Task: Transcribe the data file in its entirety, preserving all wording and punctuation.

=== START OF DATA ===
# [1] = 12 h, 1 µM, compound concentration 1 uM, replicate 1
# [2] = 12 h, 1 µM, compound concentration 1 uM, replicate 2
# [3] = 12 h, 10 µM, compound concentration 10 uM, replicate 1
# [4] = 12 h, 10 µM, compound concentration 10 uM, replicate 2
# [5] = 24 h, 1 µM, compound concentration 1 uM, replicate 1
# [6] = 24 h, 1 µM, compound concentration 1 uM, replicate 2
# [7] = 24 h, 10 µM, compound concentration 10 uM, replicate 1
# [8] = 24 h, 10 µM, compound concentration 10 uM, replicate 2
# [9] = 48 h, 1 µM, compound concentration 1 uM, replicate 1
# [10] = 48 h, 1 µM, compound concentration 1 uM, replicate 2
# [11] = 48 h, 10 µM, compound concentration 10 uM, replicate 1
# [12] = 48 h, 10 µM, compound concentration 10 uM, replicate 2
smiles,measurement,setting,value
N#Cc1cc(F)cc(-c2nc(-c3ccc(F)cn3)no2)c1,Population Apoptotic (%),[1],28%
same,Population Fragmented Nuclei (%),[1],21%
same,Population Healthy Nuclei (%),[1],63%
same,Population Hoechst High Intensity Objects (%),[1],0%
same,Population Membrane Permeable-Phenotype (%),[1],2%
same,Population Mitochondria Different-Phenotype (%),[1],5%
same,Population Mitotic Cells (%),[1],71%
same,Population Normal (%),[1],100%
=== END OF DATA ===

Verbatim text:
# [1] = 12 h, 1 µM, compound concentration 1 uM, replicate 1
# [2] = 12 h, 1 µM, compound concentration 1 uM, replicate 2
# [3] = 12 h, 10 µM, compound concentration 10 uM, replicate 1
# [4] = 12 h, 10 µM, compound concentration 10 uM, replicate 2
# [5] = 24 h, 1 µM, compound concentration 1 uM, replicate 1
# [6] = 24 h, 1 µM, compound concentration 1 uM, replicate 2
# [7] = 24 h, 10 µM, compound concentration 10 uM, replicate 1
# [8] = 24 h, 10 µM, compound concentration 10 uM, replicate 2
# [9] = 48 h, 1 µM, compound concentration 1 uM, replicate 1
# [10] = 48 h, 1 µM, compound concentration 1 uM, replicate 2
# [11] = 48 h, 10 µM, compound concentration 10 uM, replicate 1
# [12] = 48 h, 10 µM, compound concentration 10 uM, replicate 2
smiles,measurement,setting,value
N#Cc1cc(F)cc(-c2nc(-c3ccc(F)cn3)no2)c1,Population Apoptotic (%),[1],28%
same,Population Fragmented Nuclei (%),[1],21%
same,Population Healthy Nuclei (%),[1],63%
same,Population Hoechst High Intensity Objects (%),[1],0%
same,Population Membrane Permeable-Phenotype (%),[1],2%
same,Population Mitochondria Different-Phenotype (%),[1],5%
same,Population Mitotic Cells (%),[1],71%
same,Population Normal (%),[1],100%